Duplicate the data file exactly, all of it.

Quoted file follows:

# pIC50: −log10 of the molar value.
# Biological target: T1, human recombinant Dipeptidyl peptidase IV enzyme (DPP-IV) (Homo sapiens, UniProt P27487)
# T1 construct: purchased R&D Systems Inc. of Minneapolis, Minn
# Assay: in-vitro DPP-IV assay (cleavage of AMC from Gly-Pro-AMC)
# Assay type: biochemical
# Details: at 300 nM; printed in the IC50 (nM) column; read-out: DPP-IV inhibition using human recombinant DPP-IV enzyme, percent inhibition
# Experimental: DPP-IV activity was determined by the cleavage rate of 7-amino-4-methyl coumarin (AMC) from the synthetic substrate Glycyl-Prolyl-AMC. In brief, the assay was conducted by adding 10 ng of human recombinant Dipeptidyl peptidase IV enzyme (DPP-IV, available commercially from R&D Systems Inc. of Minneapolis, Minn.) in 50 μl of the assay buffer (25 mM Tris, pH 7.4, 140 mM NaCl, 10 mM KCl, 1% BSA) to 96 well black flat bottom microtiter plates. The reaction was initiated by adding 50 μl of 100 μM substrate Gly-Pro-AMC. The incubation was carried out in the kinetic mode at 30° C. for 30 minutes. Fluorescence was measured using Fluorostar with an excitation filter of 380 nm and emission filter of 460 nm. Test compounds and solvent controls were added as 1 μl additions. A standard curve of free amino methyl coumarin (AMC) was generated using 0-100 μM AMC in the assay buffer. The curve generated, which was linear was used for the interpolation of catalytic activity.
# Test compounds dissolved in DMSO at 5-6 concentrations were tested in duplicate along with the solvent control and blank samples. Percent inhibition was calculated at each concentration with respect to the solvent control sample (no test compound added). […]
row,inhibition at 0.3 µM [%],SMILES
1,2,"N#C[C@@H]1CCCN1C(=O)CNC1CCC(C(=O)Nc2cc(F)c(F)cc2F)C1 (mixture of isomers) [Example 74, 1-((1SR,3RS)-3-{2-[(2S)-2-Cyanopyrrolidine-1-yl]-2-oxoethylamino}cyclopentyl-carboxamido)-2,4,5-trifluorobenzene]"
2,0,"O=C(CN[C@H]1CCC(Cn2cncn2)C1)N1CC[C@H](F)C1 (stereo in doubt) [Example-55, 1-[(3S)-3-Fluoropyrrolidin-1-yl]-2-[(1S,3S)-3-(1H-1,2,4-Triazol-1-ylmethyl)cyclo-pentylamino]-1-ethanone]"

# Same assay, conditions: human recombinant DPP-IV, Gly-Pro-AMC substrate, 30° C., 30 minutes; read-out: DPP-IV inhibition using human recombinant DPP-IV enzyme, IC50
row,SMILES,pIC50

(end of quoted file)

# pIC50: −log10 of the molar value.
# Biological target: T1, human recombinant Dipeptidyl peptidase IV enzyme (DPP-IV) (Homo sapiens, UniProt P27487)
# T1 construct: purchased R&D Systems Inc. of Minneapolis, Minn
# Assay: in-vitro DPP-IV assay (cleavage of AMC from Gly-Pro-AMC)
# Assay type: biochemical
# Details: at 300 nM; printed in the IC50 (nM) column; read-out: DPP-IV inhibition using human recombinant DPP-IV enzyme, percent inhibition
# Experimental: DPP-IV activity was determined by the cleavage rate of 7-amino-4-methyl coumarin (AMC) from the synthetic substrate Glycyl-Prolyl-AMC. In brief, the assay was conducted by adding 10 ng of human recombinant Dipeptidyl peptidase IV enzyme (DPP-IV, available commercially from R&D Systems Inc. of Minneapolis, Minn.) in 50 μl of the assay buffer (25 mM Tris, pH 7.4, 140 mM NaCl, 10 mM KCl, 1% BSA) to 96 well black flat bottom microtiter plates. The reaction was initiated by adding 50 μl of 100 μM substrate Gly-Pro-AMC. The incubation was carried out in the kinetic mode at 30° C. for 30 minutes. Fluorescence was measured using Fluorostar with an excitation filter of 380 nm and emission filter of 460 nm. Test compounds and solvent controls were added as 1 μl additions. A standard curve of free amino methyl coumarin (AMC) was generated using 0-100 μM AMC in the assay buffer. The curve generated, which was linear was used for the interpolation of catalytic activity.
# Test compounds dissolved in DMSO at 5-6 concentrations were tested in duplicate along with the solvent control and blank samples. Percent inhibition was calculated at each concentration with respect to the solvent control sample (no test compound added). […]
row,inhibition at 0.3 µM [%],SMILES
1,2,"N#C[C@@H]1CCCN1C(=O)CNC1CCC(C(=O)Nc2cc(F)c(F)cc2F)C1 (mixture of isomers) [Example 74, 1-((1SR,3RS)-3-{2-[(2S)-2-Cyanopyrrolidine-1-yl]-2-oxoethylamino}cyclopentyl-carboxamido)-2,4,5-trifluorobenzene]"
2,0,"O=C(CN[C@H]1CCC(Cn2cncn2)C1)N1CC[C@H](F)C1 (stereo in doubt) [Example-55, 1-[(3S)-3-Fluoropyrrolidin-1-yl]-2-[(1S,3S)-3-(1H-1,2,4-Triazol-1-ylmethyl)cyclo-pentylamino]-1-ethanone]"

# Same assay, conditions: human recombinant DPP-IV, Gly-Pro-AMC substrate, 30° C., 30 minutes; read-out: DPP-IV inhibition using human recombinant DPP-IV enzyme, IC50
row,SMILES,pIC50